A newly published study examines six benchmark indexes that invest in Russell 2000® Index (RUT) options and compares their performances with those of traditional benchmark stock and bond indexes. This is the first comprehensive study that examines the performance of multiple options-strategy benchmark indexes that incorporate Russell 2000 Index options. Written by Mark Shore, an adjunct professor at DePaul University's Kellstadt Graduate School of Business, and sponsored by CBOE, the study, “Analyzing Russell 2000 Index Options-Based Benchmark Indexes Designed to Provide Enhanced Yields and Risk-Adjusted Returns,” looks at the performance of six options-based benchmark indexes through the end of 2015.


The six options-based benchmarks studied were the CBOE Russell 2000 BuyWrite Index (BXR); CBOE Russell 2000 Zero-Cost Put Spread Collar Index (CLLR); CBOE Russell 2000 Conditional BuyWrite Index (BXRC); CBOE Russell 2000 30-Delta BuyWrite Index (BXRD); CBOE Russell 2000 PutWrite Index (PUTR); and CBOE Russell 2000 One-Week PutWrite Index (WPTR).


Among his findings, Shore found that the options-based benchmark indexes had strong performance in several areas, including:

  1. ANNUAL PREMIUM INCOME was higher when writing WeeklysSM options. In 2015, the aggregate gross premium (as a percentage of the underlying) was 41.4% for the WPTR Index, 22.2% for the PUTR Index, 19.5% for the BXR Index, and 9.2% for the BXRD Index. While a one-time premium collected by the WPUT Index (which writes RUT Weeklys options) usually was smaller than a one-time premium collected by the monthly PUTR and BXR indexes, the WPUT Index had higher aggregate annual premiums because premiums were collected 52 times, rather than 12 times, per year. Note that while the gross premiums received reflect a positive number, the options-based indexes can have net losses.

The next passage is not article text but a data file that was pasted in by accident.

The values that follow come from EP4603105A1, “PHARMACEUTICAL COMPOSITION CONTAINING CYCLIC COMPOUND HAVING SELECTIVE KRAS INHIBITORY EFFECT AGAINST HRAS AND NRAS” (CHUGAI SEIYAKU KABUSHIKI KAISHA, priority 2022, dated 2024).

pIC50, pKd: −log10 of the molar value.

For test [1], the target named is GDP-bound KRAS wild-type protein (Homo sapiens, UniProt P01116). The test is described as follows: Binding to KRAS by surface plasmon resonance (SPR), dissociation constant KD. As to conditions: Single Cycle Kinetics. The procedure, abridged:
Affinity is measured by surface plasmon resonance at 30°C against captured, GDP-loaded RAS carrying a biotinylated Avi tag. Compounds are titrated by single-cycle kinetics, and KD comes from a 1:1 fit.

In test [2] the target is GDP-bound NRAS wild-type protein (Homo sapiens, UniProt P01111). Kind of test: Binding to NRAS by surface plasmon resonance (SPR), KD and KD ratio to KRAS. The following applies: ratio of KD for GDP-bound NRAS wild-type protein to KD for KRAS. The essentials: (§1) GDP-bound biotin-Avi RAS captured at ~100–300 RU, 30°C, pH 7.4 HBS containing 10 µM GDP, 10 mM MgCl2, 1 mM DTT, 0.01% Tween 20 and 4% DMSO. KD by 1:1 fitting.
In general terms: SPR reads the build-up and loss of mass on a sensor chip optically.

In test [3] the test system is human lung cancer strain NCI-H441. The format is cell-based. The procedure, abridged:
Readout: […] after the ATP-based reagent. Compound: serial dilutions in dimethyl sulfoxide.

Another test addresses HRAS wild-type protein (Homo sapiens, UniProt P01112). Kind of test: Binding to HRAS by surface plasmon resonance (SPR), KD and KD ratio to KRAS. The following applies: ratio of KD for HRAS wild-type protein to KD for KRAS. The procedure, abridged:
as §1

2.    HIGHER RISK-ADJUSTED RETURNS. Since 2001, the PUTR Index had higher returns, lower volatility and a higher Sharpe Ratio than both the Russell 2000 Index and the Citigroup 30-Year Treasury Bond Index.


  1. LOWER VOLATILITY AND BETAS. Since 2001, the PUTR, BXR, CLLR and BXRD indexes each had lower annualized standard deviations (ranging from 14% to 20% lower) than the Russell 2000 Index. The options-based indexes also had lower betas (ranging from 0.59 to 0.82) to the Russell 2000 Index.


  1. RICHLY PRICED INDEX OPTIONS. Since 2004, the implied volatility for the Russell 2000 has averaged about 2.88 volatility points higher than its realized volatility, and the rich pricing for index options may have facilitated higher returns for option-selling indexes such as PUTR and BXRD indexes (when compared with the CLLR Index).



For more than a decade, CBOE has been a worldwide leader in creating benchmark indexes designed to help investors track the performance of investment strategies that use options or volatility products to help manage risk and enhance yield. Links to the new paper, as well as additional information on all of CBOE’s strategy performance benchmark indexes, can be found at www.cboe.com/benchmarks.

Manager testimonials and a 2015 study on funds’ use of options can be found at www.cboe.com/funds.